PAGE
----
|   C1B----------C2B
                  Plane1    |    |      |    |     Plane2
                            |    |      |    |
                            C1C--|-----C2C   |
                              \  |        \  |
                               \ |         \ |
                                  \        /
                                   \      /  Agg Region Z
                                    \    /
                                     \  /
                                 Edge Router Z

               Figure 2: Dual-Plane Network and Disjointness

   In this scenario, the operator requires the ability to deploy
   different strategies.  For example, A should be able to use the three
   following options:

   o  the traffic is load-balanced across any ECMP path through the

   o  the traffic is load-balanced across any ECMP path within the
      Plane1 of the network

   o  the traffic is load-balanced across any ECMP path within the
      Plane2 of the network

   Most of the data traffic from A to Z would use the first option, such
   as to exploit the capacity efficiently.  The operator would use the
   two other choices for specific premium traffic that has requested
   disjoint transport.

   The SPRING architecture should support this use case with the
   following requirements:

   o  Zero per-service state and signaling on midpoint and tail-end

   o  ECMP-awareness.

   o  Node resiliency property: the traffic-engineering policy is not
      anchored to a specific core node whose failure could impact the
      service.  Egress Peering Traffic Engineering
                                     |      |
                                 +---D      F
                    +---------+ /    | AS 2 |\ +------+
                    |         |/     +------+ \|   Z  |
                    A         C                |      |
                    |         |\     +------+ /| AS 4 |
                    B   AS1   | \    |      |/ +------+
                    |         |  +---E      G
                    +---------+      | AS 3 |

               Figure 3: Egress peering traffic engineering

   Let us assume, in the network depicted in Figure 3, that:

      C in AS1 learns about destination Z of AS 4 via two BGP paths
      (AS2, AS4) and (AS3, AS4).

      C sets may or may not be configured so to enforce next-hop-self
      behavior before propagating the paths within AS1.

      C propagates all the paths to Z within AS1 (add-path).

      C only installs the path via AS2 in its RIB.

   In that context, SPRING should allow the operator of AS1 cannot to apply the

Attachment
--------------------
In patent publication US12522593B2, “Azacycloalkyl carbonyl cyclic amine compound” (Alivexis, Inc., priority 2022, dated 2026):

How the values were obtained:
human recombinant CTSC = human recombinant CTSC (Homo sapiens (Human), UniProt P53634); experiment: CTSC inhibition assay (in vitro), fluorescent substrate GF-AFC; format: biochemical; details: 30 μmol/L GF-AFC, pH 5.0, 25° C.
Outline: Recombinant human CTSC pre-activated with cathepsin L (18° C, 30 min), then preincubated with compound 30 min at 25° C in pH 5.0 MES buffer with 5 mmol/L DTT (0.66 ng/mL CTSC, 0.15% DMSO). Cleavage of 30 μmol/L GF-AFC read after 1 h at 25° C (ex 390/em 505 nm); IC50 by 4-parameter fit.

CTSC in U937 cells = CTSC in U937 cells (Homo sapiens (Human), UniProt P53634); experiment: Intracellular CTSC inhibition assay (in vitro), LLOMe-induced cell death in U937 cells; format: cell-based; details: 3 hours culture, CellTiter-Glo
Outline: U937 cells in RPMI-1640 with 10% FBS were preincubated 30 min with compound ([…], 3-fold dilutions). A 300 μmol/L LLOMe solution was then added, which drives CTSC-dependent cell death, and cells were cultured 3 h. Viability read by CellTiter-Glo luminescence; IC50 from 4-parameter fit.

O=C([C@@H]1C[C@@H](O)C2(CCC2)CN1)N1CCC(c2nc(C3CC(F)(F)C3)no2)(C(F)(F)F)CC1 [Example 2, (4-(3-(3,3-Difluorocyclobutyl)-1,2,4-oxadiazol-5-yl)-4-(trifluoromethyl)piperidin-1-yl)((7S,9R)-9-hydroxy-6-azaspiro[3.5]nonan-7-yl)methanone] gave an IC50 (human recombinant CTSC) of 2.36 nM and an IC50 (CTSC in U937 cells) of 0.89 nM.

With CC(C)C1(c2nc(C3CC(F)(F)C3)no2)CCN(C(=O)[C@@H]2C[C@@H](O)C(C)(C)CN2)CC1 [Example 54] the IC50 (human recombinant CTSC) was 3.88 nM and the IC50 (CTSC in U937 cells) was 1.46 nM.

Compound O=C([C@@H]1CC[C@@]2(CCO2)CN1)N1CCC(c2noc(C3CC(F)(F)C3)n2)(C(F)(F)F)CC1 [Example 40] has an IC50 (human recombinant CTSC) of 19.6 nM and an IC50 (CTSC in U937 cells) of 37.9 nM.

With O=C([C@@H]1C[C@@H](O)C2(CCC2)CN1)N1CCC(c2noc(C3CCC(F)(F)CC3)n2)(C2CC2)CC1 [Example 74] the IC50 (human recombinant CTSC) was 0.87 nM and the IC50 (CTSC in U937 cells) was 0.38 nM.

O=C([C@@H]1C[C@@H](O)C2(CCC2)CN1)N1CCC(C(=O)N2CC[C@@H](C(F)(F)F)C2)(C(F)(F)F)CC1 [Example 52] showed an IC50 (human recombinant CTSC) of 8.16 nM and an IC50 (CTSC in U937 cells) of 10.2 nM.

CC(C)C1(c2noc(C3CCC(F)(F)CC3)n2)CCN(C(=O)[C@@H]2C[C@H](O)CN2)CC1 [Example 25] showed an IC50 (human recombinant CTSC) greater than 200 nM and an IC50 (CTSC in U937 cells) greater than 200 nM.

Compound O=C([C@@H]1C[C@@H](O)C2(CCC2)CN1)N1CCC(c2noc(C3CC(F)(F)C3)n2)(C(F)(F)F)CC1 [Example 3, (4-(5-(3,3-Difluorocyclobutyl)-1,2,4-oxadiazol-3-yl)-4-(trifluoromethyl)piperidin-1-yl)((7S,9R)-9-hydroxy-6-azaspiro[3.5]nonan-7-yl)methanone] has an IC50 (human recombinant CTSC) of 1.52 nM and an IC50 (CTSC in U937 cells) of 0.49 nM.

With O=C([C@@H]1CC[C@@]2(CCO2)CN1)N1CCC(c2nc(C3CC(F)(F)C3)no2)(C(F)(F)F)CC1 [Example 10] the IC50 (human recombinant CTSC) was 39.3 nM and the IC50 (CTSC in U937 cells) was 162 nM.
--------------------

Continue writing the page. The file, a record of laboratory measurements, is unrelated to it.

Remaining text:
following traffic-engineering policy: policy, regardless the configured
   behavior of next-hop-self:

      Steer 60% of the Z-destined traffic received at A via AS2 and 40%
      via AS3.

      Steer 80% of the Z-destined traffic received at B via AS2 and 20%
      via AS3.

   While egress routers are known in the routing domain (generally
   through their loopback address), the SPRING architecture should
   enable following:

   o  identify the egress interfaces of an egress node

   o  identify the peering neighbors of an egress node

   o  identify the peering ASes of an egress node

   With these identifiers known in the domain, the SPRING architecture
   should allow an ingress node to select the exit point of a packet as
   any combination of an egress node, an egress interface, a peering
   neighbor, and a peering AS.  Load-balancing among non-parallel links

   The SPRING architecture should allow a given node should be able to
   load share traffic across multiple non parallel links even if these
   ones lead to different neighbors.  This may be useful to support
   traffic engineering policies.

                                 |           |

               Figure 4: Multiple (non-parallel) Adjacencies

   In the above example, the operator requires PE1 to load-balance its
   PE2-destined traffic between the ABCDE and ABFE paths.

5.1.2.  Traffic Engineering with Bandwidth Admission Control

   The implementation of bandwidth admission control within a network
   (and its possible routing consequence which consists in routing along
   explicit paths where the bandwidth is available) requires a capacity
   planning process.

   The spreading of load among ECMP paths is a key attribute of the
   capacity planning processes applied to packet-based networks.  Capacity Planning Process

   Capacity Planning anticipates the routing of the traffic matrix onto
   the network topology, for a set of expected traffic and topology
   variations.  The heart of the process consists in simulating the
   placement of the traffic along ECMP-aware shortest-paths and
   accounting for the resulting bandwidth usage.

   The bandwidth accounting of a demand along its shortest-path is a
   basic capability of any planning tool or PCE server.

   For example, in the network topology described below, and assuming a
   default IGP metric of 1 and IGP metric of 2 for link GF, a 1600Mbps
   A-to-Z flow is accounted as consuming 1600Mbps on links AB and FZ,
   800Mbps on links BC, BG and GF, and 400Mbps on links CD, DF, CE and
                                 /  \     \
                            A---B    +--E--F--Z
                                 \        /

             Figure 5: Capacity Planning an ECMP-based demand

   ECMP is extremely frequent in SP, Enterprise and DC architectures and
   it is not rare to see as much as 128 different ECMP paths between a
   source and a destination within a single network domain.  It is a key
   efficiency objective to spread the traffic among as many ECMP paths
   as possible.

   This is illustrated in the below network diagram which consists of a
   subset of a network where already 5 ECMP paths are observed from A to